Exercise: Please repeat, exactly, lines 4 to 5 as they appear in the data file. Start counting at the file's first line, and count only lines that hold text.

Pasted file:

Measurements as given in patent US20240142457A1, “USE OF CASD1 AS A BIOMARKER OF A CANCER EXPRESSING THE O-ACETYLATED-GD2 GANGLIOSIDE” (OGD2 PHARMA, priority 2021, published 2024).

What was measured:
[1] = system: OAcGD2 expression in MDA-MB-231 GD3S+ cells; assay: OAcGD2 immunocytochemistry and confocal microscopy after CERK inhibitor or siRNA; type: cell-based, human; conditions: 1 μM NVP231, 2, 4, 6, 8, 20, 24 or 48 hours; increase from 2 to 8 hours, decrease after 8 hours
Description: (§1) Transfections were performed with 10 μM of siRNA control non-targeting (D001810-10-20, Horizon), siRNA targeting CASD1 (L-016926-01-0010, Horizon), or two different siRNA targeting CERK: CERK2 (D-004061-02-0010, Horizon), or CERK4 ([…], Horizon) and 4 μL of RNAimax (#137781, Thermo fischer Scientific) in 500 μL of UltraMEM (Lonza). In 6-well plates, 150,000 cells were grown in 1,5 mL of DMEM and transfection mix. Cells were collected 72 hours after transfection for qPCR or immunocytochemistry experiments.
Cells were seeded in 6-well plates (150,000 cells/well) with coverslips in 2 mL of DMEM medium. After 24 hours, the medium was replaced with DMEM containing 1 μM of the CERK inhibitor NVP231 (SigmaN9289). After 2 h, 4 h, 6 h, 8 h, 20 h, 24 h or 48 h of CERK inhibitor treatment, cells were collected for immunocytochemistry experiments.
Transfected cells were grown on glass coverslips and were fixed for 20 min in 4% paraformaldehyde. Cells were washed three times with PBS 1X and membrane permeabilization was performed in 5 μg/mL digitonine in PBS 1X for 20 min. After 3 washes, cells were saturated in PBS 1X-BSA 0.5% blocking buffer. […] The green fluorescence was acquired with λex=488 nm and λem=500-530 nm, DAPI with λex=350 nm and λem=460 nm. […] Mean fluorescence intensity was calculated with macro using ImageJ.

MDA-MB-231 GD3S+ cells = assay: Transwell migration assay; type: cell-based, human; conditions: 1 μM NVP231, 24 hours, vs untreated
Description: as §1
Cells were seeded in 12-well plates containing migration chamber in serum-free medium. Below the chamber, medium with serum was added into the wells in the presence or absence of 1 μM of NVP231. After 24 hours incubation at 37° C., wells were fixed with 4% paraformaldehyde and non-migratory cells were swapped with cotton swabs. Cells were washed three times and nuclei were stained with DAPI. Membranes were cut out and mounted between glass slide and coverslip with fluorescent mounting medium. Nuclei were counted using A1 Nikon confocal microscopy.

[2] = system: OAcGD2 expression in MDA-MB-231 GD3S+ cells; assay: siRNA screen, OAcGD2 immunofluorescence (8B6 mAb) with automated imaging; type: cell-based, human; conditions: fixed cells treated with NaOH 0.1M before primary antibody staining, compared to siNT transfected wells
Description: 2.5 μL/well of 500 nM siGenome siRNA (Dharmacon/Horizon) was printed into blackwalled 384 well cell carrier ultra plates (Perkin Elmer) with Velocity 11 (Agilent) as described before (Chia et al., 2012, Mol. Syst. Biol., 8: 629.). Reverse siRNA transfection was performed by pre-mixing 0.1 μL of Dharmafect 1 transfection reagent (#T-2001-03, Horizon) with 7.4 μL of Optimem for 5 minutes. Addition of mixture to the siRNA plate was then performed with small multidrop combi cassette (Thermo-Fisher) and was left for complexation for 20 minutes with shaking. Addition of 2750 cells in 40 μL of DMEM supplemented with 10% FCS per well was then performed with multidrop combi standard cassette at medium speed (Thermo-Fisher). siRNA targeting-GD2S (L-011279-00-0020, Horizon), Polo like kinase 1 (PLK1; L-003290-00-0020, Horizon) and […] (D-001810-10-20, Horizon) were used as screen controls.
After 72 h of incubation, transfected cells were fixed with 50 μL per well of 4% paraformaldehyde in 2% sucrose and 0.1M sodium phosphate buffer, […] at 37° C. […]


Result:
Description: (§1) Transfections were performed with 10 μM of siRNA control non-targeting (D001810-10-20, Horizon), siRNA targeting CASD1 (L-016926-01-0010, Horizon), or two different siRNA targeting CERK: CERK2 (D-004061-02-0010, Horizon), or CERK4 ([…], Horizon) and 4 μL of RNAimax (#137781, Thermo fischer Scientific) in 500 μL of UltraMEM (Lonza). In 6-well plates, 150,000 cells were grown in 1,5 mL of DMEM and transfection mix. Cells were collected 72 hours after transfection for qPCR or immunocytochemistry experiments.
Cells were seeded in 6-well plates (150,000 cells/well) with coverslips in 2 mL of DMEM medium. After 24 hours, the medium was replaced with DMEM containing 1 μM of the CERK inhibitor NVP231 (SigmaN9289). After 2 h, 4 h, 6 h, 8 h, 20 h, 24 h or 48 h of CERK inhibitor treatment, cells were collected for immunocytochemistry experiments.